Ceph distributed filesystem merged for 2.6.34
Posted Mar 27, 2010 1:32 UTC (Sat) by martinfick
In reply to: Ceph distributed filesystem merged for 2.6.34
Parent article: Ceph distributed filesystem merged for 2.6.34
POSIX semantics, especially atime and the serialization constraints, tend to consume even more of the scarce network bandwidth.
Me thinks you are confused. Those work better with (require is too strong a word) low latency links, not high bandwidth.
POSIX semantics are useful in local filesystems because programs rely on them for IPC. Distributed filesystems are rarely used for IPC-- or if they are, the semantics of the FS are customized ahead of time to work well for that, like in Hadoop's filesystem (HDFS), Google-FS, or MPI-IO.
I think you are stuck and cannot think beyond what is done today. The point is not to design something new to use a distributed POSIX filesystem, but to take currently working applications and entire virtual machine operating systems images and to simply run them over a distributed FS instead of locally so that you get all the benefits of a distributed FS (yes, that also means you get the downsides as well, low latency...). But in many cases, the gains will simply outweigh the downsides, not everything needs supercomputer low latency interconnects, but almost everything can benefit from HA and larger single namespaced filesystems.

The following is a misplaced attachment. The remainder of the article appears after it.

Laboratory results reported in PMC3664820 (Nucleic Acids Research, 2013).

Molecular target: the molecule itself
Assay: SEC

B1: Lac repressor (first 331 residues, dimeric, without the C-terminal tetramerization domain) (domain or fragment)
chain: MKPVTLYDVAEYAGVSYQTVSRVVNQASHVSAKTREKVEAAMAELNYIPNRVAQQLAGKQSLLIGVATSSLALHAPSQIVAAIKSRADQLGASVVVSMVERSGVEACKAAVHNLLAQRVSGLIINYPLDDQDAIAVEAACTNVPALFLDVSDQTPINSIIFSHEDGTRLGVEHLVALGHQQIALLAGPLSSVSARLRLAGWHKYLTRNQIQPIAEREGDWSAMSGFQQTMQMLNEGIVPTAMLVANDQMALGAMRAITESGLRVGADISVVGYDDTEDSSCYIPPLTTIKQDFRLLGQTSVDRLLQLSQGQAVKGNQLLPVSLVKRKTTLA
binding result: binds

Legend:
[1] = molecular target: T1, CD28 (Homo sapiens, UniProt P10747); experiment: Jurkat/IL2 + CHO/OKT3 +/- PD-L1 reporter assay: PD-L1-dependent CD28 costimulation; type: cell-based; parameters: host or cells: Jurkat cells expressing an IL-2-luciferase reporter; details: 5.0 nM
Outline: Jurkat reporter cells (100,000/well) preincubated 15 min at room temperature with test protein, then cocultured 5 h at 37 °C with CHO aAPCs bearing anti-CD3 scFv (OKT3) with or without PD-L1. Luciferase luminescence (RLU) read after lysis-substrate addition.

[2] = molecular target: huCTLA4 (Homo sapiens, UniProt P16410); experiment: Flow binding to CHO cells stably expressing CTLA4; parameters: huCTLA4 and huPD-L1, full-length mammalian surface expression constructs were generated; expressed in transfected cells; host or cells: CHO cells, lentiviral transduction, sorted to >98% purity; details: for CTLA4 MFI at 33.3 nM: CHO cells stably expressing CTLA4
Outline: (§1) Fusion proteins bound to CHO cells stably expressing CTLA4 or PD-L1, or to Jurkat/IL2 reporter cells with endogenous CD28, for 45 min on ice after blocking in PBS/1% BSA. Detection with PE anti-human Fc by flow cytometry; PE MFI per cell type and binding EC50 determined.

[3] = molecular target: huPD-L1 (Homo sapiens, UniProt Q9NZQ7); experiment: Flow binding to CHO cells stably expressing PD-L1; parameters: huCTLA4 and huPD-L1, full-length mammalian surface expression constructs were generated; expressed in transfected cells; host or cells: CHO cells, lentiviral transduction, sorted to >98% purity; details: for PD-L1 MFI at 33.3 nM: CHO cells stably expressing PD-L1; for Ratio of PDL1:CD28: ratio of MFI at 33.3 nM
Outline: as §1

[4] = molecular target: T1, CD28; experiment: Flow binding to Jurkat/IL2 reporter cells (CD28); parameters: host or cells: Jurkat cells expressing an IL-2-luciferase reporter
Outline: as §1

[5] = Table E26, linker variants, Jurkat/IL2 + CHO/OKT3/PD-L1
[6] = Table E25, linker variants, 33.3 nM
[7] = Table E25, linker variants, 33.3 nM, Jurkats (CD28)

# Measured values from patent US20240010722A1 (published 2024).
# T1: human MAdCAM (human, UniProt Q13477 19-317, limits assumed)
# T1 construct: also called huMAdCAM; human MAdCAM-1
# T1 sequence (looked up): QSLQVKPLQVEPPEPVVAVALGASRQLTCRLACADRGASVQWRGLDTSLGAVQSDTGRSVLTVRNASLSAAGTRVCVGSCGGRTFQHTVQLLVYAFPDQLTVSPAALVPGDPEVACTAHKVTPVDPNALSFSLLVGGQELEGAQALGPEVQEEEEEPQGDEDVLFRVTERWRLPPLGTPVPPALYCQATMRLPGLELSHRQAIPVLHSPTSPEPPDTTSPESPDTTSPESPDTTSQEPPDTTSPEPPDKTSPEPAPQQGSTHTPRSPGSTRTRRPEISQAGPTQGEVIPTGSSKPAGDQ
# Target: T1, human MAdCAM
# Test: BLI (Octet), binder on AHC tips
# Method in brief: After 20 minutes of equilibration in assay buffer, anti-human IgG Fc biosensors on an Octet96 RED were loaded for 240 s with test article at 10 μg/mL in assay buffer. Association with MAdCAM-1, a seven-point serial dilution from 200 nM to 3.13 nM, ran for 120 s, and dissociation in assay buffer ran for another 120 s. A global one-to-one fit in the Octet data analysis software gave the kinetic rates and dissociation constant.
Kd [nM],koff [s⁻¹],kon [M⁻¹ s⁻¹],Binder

Just because things were slow yesterday, does not mean they will be slow tomorrow. What is commonplace today for supercomputers will be commonplace tomorrow on desktops. I would even argue that distributed FSes should have been common yesterday, we are way behind the curve on this one. Fast networking gear is getting cheaper and cheaper and can already outpace disk bandwidth. With the growing size of hard disks, so much space is wasted, but even worse, the failure rates are going up and nothing is addressing this. The average desktop has way too big a drive, but rarely uses RAID since that requires a second drive. Why should we stick with NFS when it is a) not POSIX, and b) not HA or distributed, and C) does not scale disk space easily enough.
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